When Roselidah Taabu goes to a party, what does she introduce herself as? “I’m a film and video editor. Freelance film and video editor, currently attached to the XYZ show and any other project that comes with XYZ,” She says. “I edit documentaries, feature films…” She’s been editing 12 years now, in various jobs. She studied journalism and TV production at Star Media Institute.
“I chose this discipline because the other option that appealed to me was being a cameraman, but with my small frame, I didn’t want to struggle under the weight of cameras.” She chuckles. She’s a petite woman, mother of one. “So I decided that I could tell stories with videos. It’s interesting to see how a story evolves and changes, as the editor. I think that’s pretty much why I like editing.”
At the heart of editing is emotion, she says. Her job – apart from bringing alive the vision of the director – is to bring out the emotion of the characters. “What do you remember most about films? It’s the feel, touch and the emotions of the production. Nobody really remembers what blew up, but they remember how they felt when that happened. I love bringing out emotions, I love telling the story through emotions.”
Her job is to pick what will enhance a story. It could be a blink, a smile, a nod, a wave, a frown. She weaves all these emotions into the story using the right angles to bring the story alive. “If someone tells a joke, what is the reaction of the recipient? Do we want to focus on the joke or it’s effect?” She poses. “It’s about storytelling. I’m a storyteller, in short”. She isn’t surprised to be doing what she’s doing; as a child she liked oral narratives and poetry.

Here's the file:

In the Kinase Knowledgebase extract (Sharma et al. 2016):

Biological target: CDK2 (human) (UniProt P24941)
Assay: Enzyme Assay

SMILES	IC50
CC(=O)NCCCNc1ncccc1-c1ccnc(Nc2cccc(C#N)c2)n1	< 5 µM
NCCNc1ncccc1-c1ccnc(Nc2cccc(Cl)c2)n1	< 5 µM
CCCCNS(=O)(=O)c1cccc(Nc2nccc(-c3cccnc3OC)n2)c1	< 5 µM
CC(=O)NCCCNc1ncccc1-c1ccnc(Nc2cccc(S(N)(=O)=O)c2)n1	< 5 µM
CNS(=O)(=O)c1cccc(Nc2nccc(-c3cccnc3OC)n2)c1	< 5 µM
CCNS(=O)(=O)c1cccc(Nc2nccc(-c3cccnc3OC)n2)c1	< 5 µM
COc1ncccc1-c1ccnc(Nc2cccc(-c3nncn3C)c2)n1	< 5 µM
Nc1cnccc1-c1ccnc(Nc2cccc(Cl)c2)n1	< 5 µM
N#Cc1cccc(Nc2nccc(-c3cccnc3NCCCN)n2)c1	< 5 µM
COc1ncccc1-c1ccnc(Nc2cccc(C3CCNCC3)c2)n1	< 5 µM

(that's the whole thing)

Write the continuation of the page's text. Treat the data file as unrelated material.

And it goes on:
So was she born creative? She crinkles her brow and says that creativity isn’t necessarily something unique to some people and not to others. There are people who are born with certain talents but who will never realise those talents. “It’s many things that can stimulate your creativity, environment and socialisation being among them. But it’s also erroneous to say that creativity is only limited to the arts. My husband is a marketer and he comes up with pretty creative marketing concepts. I think everyone is creative in their own way. But I think it’s when you interact with people, and when you involve yourself in different activities that you realize that you are creative in your own unique way.”
She tends to see life in terms of human reactions. She once got into a matatu and from the facial expressions of some of the passengers who were seated on opposite sides of the matatu she could immediately tell they were thieves. It happened twice. “It’s so weird, I don’t know how I picked it. It could have been the twitching of the eye or something. I am able to connect a story based purely on a character’s facial expressions. Is that seeing life in frames? I think my strength is connecting with that human emotion.”
She is drawn to artistic pastimes when she isn’t working – she loves stage plays. “I like running. I like cooking and walking. When I’m walking at times I pray. I get a solution to a problem I had in an edit. Somehow when I’m walking I sort of get to talk to myself.” She says.
She loves the part of her job when the edit is final (or as final as it can get), which she admits is kind of cliche. “What I love most about editing is the little tweaks here and there which completely change the storyline. There is an emotional connection with my work and the story which starts from the script. If I don’t internalise the emotion of the script I will not be able to communicate the emotion of the story to the intended audience. If I feel it, my audience should be able to feel it.”
If she wasn’t editing she would be a stage actor. “I see it in my daughter, this creativity you speak of.” She says. “She’s amazing; she sings, she dances. She dresses up like Yemi Alade and sings and dances.” So yes, the apple and the tree, if you wish.